Though students have unique study habits and specific strategies work better for some than others, anyone preparing for the GRE can benefit from taking full-length practice tests. Yes, taking full exams can be strenuous, and they take a long time to complete. But when you sit down at the computer on the day of the exam and know exactly what to expect, you’ll be grateful that you did.
Where can you access GRE practice materials? Online, you can find exams from previous years, and the test administrator (ETS) offers complete practice exams on their website. You can also find GRE practice tests and resources from test-prep and tutoring companies.
1. Have the Right Tools
Test-takers can use a calculator on the mathematical sections of the exam, but the tool is limited in its capabilities. An on-screen calculator is built into the exam program and only has simple calculator functions. Especially if you’re used to using a TI-89 calculator, you’ll want to take practice tests with the official exam calculator instead. Studying this way will give you a better sense of when you can and can’t rely on the calculator during the actual exam.
2. Keep With the GRE Allotted Times
When taking practice tests, do not exceed the time allotted for each section of the exam. Though it’s fine to take your time answering practice questions in your early study sessions, you’ll want to simulate the real-time constraints of the exam when taking full-length practice tests.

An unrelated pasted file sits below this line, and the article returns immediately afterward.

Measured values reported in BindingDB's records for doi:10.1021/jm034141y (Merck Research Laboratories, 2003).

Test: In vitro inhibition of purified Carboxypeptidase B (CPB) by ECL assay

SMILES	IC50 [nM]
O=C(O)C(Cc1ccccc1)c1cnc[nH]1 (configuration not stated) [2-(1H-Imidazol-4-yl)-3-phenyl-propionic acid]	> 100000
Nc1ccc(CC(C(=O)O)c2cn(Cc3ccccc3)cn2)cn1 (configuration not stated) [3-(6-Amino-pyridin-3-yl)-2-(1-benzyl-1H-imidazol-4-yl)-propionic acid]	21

Even if you finish a portion of the test before the timer goes off, you should also get in the habit of sitting for the entire allotment of time. Doing so will help you get acquainted with how long the test will really feel. If you finish a section of the practice test quickly, review your answers to make the most of your time.
3. Pace Yourself
Rushing through the GRE will likely lead to careless mistakes. Conversely, taking too long on difficult questions may mean you won’t have time to complete the entire section.
When taking full tests to prepare, practice your discernment of how much time you can give to each question. Remember, you can skip a challenging question and return to it if you have time at the end of the section. When practicing pacing, keep the score calculations in mind; on the GRE, there’s no penalty for wrong answers, so you might as well choose a random answer if you’re pressed for time and can’t figure out a question.
Pacing is not only relevant to individual sections of practice tests but also to your test-prep schedule.
Taking practice tests too close together can leave you discouraged if you don’t see much improvement in your scores. It’s better to take practice tests at pre-determined intervals along with your study schedule, so these simulations accurately reflect your growth.
4. Don’t Overlook Your Environment
White noise producers and music may help some people stay focused while studying, but they will not be allowed during the test, so you shouldn’t take practice tests with them either. You also want to simulate the level of comfort you’ll feel at the actual testing site. If practicing with a paper test, try doing so in a library with a similar comfort level and noise to what you will face on test day.
5. Analyze Your Results
Practice tests are not only useful for helping you measure progress; they also give you a clear map of where your weaknesses lie. Go over every answer you got wrong on the test until you understand why the correct answer is what it is. You’ll likely encounter a similar question on the actual GRE, so it’s essential to understand the methodology behind the questions you get wrong.
Walk Into the Exam with Confidence
Though taking numerous practice exams may feel tedious, it’s an effective preparation method. Aside from natural test-day nerves and the adaptiveness of the computerized exam, you can simulate all aspects of the test. The more accustomed you get to the experience, the more comfortable and confident you’ll be.